Throughout 2016, Facebook took a hands on approach to curating the digital environment in which its users interact. Although privacy groups have long fretted about how the site tracks users and sells that data to advertisers, in 2016 the company increasingly used its power to censor opinions and images deemed undesirable.

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Facebook content is monitored in order to maintain “community standards.” This should mean that it allows for cultural diversity and encourages respectful discourse. “Our Community Standards aim to find the right balance between giving people a place to express themselves and promoting a welcoming and safe environment for everyone,” the company explains in a letter to users.

Images that don’t fit that view can be removed at the site’s discretion, but these community standards increasingly seem arbitrary. For example, one bug on the site shut down anyone who shared a particular image of a cat’s head photoshopped into a suit. Even sending the silly shot in a private message was enough to have a user’s page disabled.

Other bans point to problems with how the site treats controversial themes, with many worried about its tendency to turn towards censorship. One of the most visible of these spats occurred after Norwegian author and journalist Tom Egeland was banned after posting a Pulitzer Prize-winning photograph of a young girl running naked from a napalm attack. Facebook said that the famous image violated its “community standards,” but many in Norway saw it as an attempt to censor an historical image.

When another Norwegian newspaper published an editorial criticizing Facebook, the site banned the editor who wrote it for posting a link to the story on his personal Facebook page. It even deleted a post by the Norwegian prime minister which defended the journalists.

“When Facebook removes an editorial from a Norwegian newspaper, it shows the online community a lack of respect for editorial freedom unlike anything I have ever seen,” said editor Gunnar Stavrum in a follow-up.

Still, the bans did not end there. In Sweden, pictures of a man who had suffered severe facial burns were removed. So was a post depicting topless Aboriginal women performing a traditional dance.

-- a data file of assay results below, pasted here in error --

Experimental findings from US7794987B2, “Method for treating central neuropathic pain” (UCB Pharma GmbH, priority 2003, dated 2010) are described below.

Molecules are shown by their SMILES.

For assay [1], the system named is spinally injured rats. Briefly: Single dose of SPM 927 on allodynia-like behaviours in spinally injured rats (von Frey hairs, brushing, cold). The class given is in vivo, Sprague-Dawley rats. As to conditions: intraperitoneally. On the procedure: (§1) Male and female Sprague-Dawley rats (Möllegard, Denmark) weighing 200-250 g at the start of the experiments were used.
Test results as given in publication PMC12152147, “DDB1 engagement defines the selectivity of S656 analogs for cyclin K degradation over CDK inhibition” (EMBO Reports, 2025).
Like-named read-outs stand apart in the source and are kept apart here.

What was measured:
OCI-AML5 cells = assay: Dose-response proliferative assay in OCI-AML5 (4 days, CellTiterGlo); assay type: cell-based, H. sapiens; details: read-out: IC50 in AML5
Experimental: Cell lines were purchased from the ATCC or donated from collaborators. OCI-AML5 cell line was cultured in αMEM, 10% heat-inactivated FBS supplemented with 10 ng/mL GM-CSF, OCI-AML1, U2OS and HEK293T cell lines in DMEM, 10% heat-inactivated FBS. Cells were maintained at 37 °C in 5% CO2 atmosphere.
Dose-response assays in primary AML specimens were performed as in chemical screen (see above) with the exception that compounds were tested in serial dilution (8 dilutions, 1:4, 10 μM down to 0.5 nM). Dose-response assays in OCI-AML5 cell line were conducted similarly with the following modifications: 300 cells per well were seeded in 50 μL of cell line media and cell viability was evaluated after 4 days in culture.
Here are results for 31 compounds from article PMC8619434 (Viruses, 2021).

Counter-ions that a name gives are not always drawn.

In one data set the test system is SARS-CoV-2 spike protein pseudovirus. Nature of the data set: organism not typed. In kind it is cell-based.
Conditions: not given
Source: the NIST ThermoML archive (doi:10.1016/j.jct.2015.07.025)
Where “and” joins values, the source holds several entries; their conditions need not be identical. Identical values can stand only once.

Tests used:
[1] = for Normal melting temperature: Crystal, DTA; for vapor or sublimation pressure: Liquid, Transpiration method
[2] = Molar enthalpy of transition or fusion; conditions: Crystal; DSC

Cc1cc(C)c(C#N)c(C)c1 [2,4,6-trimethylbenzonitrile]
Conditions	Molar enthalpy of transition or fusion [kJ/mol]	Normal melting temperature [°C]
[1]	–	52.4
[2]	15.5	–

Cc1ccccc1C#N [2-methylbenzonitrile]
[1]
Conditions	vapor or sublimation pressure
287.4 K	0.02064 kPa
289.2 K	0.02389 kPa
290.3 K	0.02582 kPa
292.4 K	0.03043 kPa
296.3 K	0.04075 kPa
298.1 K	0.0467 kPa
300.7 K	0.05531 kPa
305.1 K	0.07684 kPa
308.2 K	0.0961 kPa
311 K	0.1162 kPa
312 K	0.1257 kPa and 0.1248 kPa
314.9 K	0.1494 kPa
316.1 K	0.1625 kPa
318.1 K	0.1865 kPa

The site also censored a post by French paper Le Monde which featured a woman having a mammogram for violating its anti-nudity rules. While the site later apologized and reposted the story, critics of Facebook noted that it was word for word the apology offered for a series of other accidental deletions.

“The post was removed in error and restored as soon as we were able to investigate,“ a Facebook spokesperson said. ”Our team processes millions of reports each week, and we sometimes get things wrong. We’re very sorry about this mistake.”

The same apology was also used after Facebook disabled the accounts of two Palestinian journalists, blocked a post from a Black Lives Matter activist, and after protesters in North Dakota claimed that the site cut off a livefeed they were posting.

It also went after posts of historical paintings, such as Gustave Courbet’s painting The Origin of the World and a sketch of a human hand by Hans Holbein. Facebook blamed human error for the ban, rather than an algorithm malfunction.

Facebook also blocked access to certain groups. In February, it shut down a brand page for Viz, a British satirical newspaper known for its often crude humor. The page was abruptly taken down for an unexplained breach of the rules.

“The question is what is, and isn’t acceptable to Facebook,” said Ian Westwood, group managing director for Viz’s publisher. “We have had correspondence with them before about stuff they haven’t liked and we’ve taken it down. This time they have just blocked the page and won’t tell us what we’ve violated.”

Viz took to Twitter with the news of its ban and succeeded in raising enough attention that Facebook reinstated the page. Often, public outcry was sufficient to force the company to change its mind and reinstate images that had been removed. However, many supporters of privacy rights worry that that the blocks have become too frequent.

Article by Erin Mundahl, Inside Sources